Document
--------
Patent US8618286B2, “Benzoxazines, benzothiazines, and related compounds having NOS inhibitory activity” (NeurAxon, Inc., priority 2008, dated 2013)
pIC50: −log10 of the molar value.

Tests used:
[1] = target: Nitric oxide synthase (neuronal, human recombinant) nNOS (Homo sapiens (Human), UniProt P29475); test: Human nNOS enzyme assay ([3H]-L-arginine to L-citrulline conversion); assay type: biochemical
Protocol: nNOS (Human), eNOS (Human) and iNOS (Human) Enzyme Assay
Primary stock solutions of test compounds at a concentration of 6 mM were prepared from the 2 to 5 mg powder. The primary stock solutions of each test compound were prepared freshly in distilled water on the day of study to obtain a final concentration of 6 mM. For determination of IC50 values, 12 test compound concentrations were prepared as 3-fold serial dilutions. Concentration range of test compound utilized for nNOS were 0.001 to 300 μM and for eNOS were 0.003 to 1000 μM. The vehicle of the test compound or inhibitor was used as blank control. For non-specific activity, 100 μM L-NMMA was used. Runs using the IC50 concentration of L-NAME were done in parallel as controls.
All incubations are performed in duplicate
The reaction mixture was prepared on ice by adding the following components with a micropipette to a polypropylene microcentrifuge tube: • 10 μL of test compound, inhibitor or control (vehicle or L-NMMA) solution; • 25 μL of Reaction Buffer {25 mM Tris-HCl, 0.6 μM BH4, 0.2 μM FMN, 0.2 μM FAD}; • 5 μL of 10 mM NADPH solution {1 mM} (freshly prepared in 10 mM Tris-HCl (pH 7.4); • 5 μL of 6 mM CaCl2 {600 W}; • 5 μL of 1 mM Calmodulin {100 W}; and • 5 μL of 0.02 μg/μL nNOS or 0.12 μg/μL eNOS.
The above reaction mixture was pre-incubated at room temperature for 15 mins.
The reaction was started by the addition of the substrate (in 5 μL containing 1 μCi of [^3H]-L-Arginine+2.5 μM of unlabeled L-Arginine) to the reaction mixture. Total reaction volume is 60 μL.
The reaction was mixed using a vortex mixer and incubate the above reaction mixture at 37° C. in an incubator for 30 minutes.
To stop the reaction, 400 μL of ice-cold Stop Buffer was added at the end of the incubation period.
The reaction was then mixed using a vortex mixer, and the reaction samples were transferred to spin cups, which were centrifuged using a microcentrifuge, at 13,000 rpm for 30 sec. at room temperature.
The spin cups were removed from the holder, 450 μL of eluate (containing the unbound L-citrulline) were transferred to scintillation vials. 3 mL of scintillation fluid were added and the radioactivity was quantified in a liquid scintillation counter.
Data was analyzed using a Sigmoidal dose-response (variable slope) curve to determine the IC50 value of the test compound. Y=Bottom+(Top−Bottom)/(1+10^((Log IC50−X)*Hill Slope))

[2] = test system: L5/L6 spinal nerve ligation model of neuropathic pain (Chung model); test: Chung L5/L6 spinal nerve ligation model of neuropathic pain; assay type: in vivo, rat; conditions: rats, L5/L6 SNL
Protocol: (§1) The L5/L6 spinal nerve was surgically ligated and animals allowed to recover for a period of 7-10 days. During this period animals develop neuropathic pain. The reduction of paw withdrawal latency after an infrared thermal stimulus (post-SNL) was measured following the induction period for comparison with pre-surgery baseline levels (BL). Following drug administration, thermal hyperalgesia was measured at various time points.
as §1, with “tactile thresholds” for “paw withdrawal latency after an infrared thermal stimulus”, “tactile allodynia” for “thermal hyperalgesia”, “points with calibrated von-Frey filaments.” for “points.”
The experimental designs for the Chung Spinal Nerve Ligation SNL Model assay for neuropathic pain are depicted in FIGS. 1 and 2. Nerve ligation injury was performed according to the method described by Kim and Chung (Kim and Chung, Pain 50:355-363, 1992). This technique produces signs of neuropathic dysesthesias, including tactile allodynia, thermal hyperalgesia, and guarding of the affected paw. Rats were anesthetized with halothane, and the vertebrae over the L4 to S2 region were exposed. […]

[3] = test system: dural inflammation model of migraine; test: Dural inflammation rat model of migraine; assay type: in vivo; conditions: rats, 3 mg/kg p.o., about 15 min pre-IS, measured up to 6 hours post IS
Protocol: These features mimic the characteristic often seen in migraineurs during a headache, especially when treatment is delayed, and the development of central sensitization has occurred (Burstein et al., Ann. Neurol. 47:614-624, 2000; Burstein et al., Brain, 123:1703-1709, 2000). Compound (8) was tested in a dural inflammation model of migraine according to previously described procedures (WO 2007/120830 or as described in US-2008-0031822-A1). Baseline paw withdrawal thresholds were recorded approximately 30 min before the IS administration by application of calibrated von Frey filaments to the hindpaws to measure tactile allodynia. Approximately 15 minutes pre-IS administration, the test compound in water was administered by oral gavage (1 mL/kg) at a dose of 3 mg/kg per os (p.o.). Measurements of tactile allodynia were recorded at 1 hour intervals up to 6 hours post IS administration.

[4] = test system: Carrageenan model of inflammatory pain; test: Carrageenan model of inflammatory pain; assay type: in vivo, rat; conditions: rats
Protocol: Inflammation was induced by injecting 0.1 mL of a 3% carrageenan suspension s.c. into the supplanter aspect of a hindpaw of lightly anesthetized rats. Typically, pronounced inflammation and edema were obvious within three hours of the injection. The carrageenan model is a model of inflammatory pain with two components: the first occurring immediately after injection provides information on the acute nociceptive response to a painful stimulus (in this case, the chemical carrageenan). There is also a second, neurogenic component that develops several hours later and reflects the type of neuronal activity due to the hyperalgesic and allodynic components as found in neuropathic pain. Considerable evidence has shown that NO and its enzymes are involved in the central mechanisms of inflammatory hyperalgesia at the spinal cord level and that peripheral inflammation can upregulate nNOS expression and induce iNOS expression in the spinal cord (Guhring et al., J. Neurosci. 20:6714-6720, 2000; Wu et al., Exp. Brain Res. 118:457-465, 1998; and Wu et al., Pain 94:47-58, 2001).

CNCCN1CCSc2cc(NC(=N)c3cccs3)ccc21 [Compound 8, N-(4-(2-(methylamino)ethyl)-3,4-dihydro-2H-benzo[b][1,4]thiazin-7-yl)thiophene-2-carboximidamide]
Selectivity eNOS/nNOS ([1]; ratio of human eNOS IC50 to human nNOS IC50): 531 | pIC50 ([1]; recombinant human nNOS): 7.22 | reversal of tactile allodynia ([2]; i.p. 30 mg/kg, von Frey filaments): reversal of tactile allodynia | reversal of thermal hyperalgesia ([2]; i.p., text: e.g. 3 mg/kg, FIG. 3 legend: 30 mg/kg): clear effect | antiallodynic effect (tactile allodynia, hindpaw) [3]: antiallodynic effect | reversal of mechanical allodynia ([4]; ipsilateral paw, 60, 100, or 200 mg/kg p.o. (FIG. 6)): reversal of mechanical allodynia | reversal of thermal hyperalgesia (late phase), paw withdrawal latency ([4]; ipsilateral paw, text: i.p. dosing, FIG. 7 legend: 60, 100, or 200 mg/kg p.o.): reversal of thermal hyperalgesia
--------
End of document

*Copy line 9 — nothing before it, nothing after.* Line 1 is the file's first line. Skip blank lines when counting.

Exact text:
The above reaction mixture was pre-incubated at room temperature for 15 mins.